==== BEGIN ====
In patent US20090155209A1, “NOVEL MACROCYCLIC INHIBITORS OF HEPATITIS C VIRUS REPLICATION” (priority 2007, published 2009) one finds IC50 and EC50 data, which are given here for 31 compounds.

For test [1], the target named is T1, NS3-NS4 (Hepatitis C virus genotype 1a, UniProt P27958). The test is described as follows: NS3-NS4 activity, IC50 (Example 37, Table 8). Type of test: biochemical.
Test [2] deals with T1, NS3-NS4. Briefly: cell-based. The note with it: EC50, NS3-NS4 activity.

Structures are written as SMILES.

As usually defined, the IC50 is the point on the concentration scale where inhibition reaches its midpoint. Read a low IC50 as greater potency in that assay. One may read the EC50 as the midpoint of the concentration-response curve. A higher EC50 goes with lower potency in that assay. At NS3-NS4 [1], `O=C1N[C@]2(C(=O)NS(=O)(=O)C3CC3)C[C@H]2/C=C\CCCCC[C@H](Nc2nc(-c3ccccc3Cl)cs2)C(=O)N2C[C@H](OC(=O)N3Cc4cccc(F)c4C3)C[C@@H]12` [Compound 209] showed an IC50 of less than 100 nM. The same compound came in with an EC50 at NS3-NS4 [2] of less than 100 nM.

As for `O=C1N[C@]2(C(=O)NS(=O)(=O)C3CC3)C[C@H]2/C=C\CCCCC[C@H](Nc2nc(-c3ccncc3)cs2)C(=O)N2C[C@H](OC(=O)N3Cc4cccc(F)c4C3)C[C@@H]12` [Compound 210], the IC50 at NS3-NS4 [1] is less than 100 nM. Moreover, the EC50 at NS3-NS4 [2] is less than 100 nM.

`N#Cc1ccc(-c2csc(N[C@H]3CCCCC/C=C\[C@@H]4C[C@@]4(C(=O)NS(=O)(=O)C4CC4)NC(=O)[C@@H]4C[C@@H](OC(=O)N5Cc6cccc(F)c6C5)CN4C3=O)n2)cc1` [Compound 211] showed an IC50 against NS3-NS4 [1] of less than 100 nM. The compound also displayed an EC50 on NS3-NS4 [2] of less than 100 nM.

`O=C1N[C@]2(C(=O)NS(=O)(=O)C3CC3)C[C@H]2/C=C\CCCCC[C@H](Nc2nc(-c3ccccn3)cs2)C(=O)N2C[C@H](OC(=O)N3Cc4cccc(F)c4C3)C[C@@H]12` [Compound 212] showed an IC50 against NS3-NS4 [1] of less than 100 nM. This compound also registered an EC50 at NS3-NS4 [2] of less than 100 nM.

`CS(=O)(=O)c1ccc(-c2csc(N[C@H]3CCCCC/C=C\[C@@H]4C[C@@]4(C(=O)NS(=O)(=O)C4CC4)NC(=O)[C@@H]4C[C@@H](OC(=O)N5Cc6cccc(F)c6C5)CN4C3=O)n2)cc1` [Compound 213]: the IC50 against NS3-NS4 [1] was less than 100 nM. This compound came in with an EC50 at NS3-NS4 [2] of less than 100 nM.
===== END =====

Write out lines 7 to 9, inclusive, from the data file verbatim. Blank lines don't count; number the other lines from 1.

`N#Cc1ccc(-c2csc(N[C@H]3CCCCC/C=C\[C@@H]4C[C@@]4(C(=O)NS(=O)(=O)C4CC4)NC(=O)[C@@H]4C[C@@H](OC(=O)N5Cc6cccc(F)c6C5)CN4C3=O)n2)cc1` [Compound 211] showed an IC50 against NS3-NS4 [1] of less than 100 nM. The compound also displayed an EC50 on NS3-NS4 [2] of less than 100 nM.

`O=C1N[C@]2(C(=O)NS(=O)(=O)C3CC3)C[C@H]2/C=C\CCCCC[C@H](Nc2nc(-c3ccccn3)cs2)C(=O)N2C[C@H](OC(=O)N3Cc4cccc(F)c4C3)C[C@@H]12` [Compound 212] showed an IC50 against NS3-NS4 [1] of less than 100 nM. This compound also registered an EC50 at NS3-NS4 [2] of less than 100 nM.

`CS(=O)(=O)c1ccc(-c2csc(N[C@H]3CCCCC/C=C\[C@@H]4C[C@@]4(C(=O)NS(=O)(=O)C4CC4)NC(=O)[C@@H]4C[C@@H](OC(=O)N5Cc6cccc(F)c6C5)CN4C3=O)n2)cc1` [Compound 213]: the IC50 against NS3-NS4 [1] was less than 100 nM. This compound came in with an EC50 at NS3-NS4 [2] of less than 100 nM.